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Quotation and Citation

Page history last edited by Eric Leonidas 1 year, 9 months ago



In our class I would like you to use “MLA” citation.  This consists of three parts:


1. Quotations, properly introduced with signal phrases.

2. Parenthetical notation wherever you cite an outside text (whether quoting or not)

3. A “Works Cited” list.


Integrating Quotations:  There are two ways to bring quotations into your writing (but be aware that paraphrase also needs to be cited).  You can “run in” a quote (the first and second examples below) or format the quote in a block (the near the bottom—only do this if you have at least 3 lines of prose or poetry).  In either case, you need to begin with a “signal phrase,” something to introduce your quote.  If you’re working with fiction, the signal phrase can tell us whether the narrator or a character is speaking.  The more you give your reader before the quotation the better.  Compare these two examples (signal phrases are underlined):


In “Bright and Morning Star,” Wright describes an airport beacon as “a bright shaft of yellow” (179).  [Note punctuation outside parentheses]


In “Bright and Morning Star, Wright presents an airport beacon as a weapon, “a bright shaft of yellow” that looks to Sue “like a gleaming sword above her head” (179).


MLA citation calls for the author’s name and the page number to go into the parentheses.  So, (Wright 179) [no comma between name and number].  However, in the example above it’s clear that I’m citing Wright’s text, thus putting his name in the parentheses would be redundant.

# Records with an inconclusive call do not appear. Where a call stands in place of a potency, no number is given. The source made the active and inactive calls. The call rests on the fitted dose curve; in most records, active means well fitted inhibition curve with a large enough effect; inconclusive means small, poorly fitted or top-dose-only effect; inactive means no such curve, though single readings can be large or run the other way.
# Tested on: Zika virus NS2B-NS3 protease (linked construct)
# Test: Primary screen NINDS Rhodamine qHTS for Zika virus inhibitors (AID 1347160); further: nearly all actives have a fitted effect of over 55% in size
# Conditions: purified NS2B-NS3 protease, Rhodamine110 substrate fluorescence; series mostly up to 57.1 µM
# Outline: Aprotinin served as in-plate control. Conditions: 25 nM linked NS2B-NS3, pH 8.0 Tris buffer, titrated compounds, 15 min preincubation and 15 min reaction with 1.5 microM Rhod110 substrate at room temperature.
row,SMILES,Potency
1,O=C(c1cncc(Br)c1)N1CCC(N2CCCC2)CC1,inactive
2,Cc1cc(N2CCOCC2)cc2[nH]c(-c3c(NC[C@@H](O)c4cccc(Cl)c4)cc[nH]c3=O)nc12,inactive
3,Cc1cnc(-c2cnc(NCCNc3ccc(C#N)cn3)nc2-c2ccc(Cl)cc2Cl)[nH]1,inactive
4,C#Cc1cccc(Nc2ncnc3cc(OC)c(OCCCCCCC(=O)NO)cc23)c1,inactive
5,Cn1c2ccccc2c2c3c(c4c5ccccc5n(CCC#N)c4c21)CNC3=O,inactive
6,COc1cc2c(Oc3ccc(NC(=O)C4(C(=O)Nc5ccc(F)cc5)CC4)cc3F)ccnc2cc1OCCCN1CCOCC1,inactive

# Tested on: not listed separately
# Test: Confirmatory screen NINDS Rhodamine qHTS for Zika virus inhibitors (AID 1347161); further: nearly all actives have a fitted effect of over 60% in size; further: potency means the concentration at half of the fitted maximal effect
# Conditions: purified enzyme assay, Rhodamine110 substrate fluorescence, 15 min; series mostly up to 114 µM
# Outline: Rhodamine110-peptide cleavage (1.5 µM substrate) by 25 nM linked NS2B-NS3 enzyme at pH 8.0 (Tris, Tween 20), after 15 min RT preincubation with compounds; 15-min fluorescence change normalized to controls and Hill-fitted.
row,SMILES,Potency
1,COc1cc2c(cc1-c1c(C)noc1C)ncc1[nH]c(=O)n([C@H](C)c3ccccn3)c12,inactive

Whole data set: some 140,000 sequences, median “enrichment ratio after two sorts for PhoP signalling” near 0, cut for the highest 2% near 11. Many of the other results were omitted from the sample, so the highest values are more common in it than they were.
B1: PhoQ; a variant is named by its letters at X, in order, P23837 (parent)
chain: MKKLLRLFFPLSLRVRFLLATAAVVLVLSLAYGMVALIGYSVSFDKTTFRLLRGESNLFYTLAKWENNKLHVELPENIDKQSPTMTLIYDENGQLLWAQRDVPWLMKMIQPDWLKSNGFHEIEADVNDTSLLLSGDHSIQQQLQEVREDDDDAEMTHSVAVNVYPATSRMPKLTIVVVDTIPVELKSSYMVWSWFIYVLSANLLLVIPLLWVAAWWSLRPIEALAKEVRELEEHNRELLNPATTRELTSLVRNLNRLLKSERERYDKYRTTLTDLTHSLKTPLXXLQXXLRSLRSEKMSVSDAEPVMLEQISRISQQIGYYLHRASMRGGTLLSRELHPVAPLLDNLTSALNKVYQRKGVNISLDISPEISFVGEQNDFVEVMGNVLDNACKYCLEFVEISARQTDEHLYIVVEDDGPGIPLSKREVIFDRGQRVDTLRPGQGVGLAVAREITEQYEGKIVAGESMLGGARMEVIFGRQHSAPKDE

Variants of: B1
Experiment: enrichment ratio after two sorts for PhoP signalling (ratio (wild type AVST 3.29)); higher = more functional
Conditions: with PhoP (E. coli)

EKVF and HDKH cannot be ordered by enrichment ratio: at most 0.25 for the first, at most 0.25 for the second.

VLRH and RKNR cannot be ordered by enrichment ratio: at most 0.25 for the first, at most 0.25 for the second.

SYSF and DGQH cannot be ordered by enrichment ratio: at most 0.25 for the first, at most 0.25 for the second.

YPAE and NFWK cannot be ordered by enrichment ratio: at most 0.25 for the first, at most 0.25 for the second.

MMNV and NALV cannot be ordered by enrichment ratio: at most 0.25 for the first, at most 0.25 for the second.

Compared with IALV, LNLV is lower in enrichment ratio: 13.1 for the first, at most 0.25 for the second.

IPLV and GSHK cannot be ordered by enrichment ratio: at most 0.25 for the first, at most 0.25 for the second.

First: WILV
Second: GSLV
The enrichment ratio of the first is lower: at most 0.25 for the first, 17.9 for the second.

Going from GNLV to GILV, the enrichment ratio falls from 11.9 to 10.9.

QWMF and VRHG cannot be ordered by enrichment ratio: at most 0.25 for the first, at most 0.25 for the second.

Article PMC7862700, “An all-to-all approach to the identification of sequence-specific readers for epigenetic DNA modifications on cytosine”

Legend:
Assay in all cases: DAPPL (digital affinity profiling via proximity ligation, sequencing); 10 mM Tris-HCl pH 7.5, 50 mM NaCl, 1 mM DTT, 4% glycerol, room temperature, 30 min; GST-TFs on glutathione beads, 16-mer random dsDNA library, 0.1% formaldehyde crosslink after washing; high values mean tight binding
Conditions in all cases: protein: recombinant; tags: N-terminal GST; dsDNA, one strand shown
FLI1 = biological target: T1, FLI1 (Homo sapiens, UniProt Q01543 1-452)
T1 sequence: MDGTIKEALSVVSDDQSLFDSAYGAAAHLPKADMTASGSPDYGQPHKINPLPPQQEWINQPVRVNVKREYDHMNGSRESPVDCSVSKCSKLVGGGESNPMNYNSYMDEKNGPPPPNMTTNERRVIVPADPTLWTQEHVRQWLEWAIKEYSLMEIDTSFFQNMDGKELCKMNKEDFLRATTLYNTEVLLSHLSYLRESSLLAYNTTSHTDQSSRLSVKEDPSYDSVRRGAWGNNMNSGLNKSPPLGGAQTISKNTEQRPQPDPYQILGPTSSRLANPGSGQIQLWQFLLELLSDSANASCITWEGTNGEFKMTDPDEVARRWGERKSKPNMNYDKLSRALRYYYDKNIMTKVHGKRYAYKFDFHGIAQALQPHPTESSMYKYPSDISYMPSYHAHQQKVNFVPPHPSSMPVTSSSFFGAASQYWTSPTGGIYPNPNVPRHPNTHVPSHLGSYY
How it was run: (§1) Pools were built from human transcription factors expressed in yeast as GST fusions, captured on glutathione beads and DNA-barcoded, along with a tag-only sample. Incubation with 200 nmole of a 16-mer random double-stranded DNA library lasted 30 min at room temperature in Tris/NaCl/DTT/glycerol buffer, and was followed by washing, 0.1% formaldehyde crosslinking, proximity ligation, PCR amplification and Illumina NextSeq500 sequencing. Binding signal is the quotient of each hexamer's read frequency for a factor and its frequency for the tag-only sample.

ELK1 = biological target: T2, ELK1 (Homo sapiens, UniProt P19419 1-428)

Generally speaking, you’ll use a comma or a colon to introduce a quotation.  The exceptions are “that,” as in:  Booker comforts Sue and tells her that JB “didn’t have a chance t tell the others” (196).  And if you look at my examples above, you’ll see I’ve worked the quotations into the grammar of the sentences, avoiding commas in a couple of cases.  When in doubt, though, go with a colon.


One can isolate longer quotes in blocks:


Sue recalls herself initially as energized by her sons’ new faith, their “terrible vision” (182).  But laboring in the party’s cause of resistance, she no longer has her earlier faith to lighten her load.  As time passes, Wright writes, “things were becoming heavier”:


The tubs of water and the smoothing iron and the bundle of clothes were becoming larder to lift, herwith her back aching so, and her work was taking longer, all because Sug was gone and she didn’t know just when Johnny-Boy would be taken too. (181)


Generally, it’s better to run quotes in, but be sure the grammar matches up.  Also, outside of politicians, people rarely “state” anything.  They say, comment, argue, write, observe, etc. 


Works Cited:  The list should be a separate page entitled Works Cited.  Entries are listed alphabetically by author, and turnovers are indented.  Our stories and poems all come from an anthology, thus you begin with the author and title, but then give the title and editor of the anthology.  In your parenthetical citations, you always use the author of the story or the poet’s name, not the name of the editors (unless you quote material written by the editors in an introduction or analyses of the story or poem).


Works Cited


Bishop, Elizabeth.  “Casabianca.” The Norton Introduction to Poetry, edited by J. Paul Hunter, Allison Booth and Kelly J. Mays,  9th edition, Norton, 2007, page 290.


Wright, Richard.  “Bright and Morning Star.” The Best American Short Stories of the Century, edited by John Updike and Katrina Kenison, Houghton Mifflin, 1999, pages179-210.

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